Cox graduated from H.L. Richards High School and then attended Moraine Valley Community College & University of Illinois Chicago Circle campus working his way through school, like many students today, he lived at home and commuted. Following college, Cox worked, attended, and then graduated from IIT Chicago Kent College of Law.

John worked as a CPA and then built his own business from scratch into a $200 million enterprise with almost 100 employees. He turned around a major food service manufacturing company, restored it to profitability and saved jobs. He is active in charitable organizations and serves as a Board member for the San Diego USO. John also founded an organization that repairs the homes of low-income seniors and individuals with disabilities. Since 1991, that organization has mobilized 20,000 volunteers and repaired over 1,000 homes.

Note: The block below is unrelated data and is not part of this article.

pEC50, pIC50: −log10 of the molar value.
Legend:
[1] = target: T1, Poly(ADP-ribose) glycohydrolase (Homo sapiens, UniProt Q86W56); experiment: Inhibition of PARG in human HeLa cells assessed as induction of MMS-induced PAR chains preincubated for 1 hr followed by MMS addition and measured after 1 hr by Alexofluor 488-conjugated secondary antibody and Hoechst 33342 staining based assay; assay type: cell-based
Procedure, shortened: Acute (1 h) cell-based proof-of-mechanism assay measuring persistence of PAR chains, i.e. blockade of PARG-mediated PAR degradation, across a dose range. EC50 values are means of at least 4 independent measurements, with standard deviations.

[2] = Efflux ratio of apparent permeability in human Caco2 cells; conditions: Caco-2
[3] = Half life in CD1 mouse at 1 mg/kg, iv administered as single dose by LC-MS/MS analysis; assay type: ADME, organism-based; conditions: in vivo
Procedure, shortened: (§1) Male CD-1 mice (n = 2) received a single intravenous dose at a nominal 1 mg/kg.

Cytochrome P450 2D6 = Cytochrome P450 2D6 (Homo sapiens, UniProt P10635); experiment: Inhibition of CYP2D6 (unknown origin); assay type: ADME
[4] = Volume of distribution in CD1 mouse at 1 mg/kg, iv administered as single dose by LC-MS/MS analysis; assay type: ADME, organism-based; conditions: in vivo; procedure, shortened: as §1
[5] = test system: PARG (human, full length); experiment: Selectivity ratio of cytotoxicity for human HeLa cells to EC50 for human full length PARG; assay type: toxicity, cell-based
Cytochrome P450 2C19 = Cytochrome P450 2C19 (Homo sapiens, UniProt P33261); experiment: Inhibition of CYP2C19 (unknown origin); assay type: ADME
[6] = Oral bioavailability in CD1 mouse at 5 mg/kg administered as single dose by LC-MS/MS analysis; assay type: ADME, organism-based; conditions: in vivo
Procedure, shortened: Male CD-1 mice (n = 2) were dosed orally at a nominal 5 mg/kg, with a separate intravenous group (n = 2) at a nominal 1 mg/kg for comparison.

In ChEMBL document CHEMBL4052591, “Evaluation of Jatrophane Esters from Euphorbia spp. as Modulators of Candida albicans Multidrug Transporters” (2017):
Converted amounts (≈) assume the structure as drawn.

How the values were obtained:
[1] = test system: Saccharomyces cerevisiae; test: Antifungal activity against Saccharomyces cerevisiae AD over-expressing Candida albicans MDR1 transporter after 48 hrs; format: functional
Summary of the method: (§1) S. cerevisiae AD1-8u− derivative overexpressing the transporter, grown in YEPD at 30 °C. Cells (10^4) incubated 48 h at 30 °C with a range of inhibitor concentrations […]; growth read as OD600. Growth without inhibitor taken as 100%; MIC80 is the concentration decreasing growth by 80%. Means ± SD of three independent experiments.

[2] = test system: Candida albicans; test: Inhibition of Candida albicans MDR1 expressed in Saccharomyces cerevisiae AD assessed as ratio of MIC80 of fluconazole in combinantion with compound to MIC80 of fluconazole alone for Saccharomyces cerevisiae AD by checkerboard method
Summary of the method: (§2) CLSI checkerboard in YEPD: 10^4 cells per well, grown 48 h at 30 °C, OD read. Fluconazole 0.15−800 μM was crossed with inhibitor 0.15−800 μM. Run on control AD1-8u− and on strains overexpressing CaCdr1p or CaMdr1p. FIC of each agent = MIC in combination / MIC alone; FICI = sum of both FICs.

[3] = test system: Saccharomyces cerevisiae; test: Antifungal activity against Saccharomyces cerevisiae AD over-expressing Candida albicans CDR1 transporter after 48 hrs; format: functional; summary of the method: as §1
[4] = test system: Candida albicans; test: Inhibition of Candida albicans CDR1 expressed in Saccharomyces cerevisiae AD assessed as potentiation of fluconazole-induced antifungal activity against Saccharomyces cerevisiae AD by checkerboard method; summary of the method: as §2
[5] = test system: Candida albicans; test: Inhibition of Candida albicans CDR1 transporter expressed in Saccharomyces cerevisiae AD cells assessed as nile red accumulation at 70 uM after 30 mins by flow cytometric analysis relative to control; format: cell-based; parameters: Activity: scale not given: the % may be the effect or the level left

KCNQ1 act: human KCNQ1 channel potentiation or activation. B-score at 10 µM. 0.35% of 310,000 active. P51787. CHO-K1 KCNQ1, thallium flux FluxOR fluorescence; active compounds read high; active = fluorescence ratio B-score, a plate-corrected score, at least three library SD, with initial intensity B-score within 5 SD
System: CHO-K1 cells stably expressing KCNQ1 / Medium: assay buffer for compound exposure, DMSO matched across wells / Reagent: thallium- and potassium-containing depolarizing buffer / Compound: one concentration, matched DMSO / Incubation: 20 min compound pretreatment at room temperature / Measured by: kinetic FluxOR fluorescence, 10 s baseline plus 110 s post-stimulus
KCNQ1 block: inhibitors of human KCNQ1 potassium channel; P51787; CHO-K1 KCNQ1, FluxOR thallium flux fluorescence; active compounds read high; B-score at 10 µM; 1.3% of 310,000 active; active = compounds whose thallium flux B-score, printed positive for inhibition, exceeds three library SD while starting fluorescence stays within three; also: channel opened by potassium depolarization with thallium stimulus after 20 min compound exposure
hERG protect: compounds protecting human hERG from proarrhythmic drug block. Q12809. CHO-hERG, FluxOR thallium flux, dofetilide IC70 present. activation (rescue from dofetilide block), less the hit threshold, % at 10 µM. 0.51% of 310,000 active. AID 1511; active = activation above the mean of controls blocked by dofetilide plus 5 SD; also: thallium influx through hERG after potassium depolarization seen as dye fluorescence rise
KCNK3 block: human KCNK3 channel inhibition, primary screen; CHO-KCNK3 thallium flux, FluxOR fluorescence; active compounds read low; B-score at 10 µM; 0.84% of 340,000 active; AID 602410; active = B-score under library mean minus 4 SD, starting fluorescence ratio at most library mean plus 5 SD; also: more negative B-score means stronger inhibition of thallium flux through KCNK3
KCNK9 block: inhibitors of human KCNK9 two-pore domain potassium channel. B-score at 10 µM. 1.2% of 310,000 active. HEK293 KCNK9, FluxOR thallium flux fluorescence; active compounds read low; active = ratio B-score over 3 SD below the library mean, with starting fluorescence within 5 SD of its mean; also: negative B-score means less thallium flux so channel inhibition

John Cox is running for California Governor to take California back from the special interests that own the politicians in Sacramento. Those special interests and the politicians they bankroll have given us the highest income tax as well as the highest poverty rate in the nation. They have wrecked our once-proud school system, driven small business owners to relocate their business and jobs to other states, and utterly failed to build the water storage facilities we need to manage California’s abundant water supplies.

John has four daughters and lives with his wife Sarah in San Diego where they are active in and attend Nativity Catholic Church.

Questions & Answers

Questions from KQED and League of Women Voters of California Education Fund (5)

There is a shortage of affordable housing in California. How would you approach addressing California’s housing crisis? Please include specific proposals.
Answer from John H. Cox: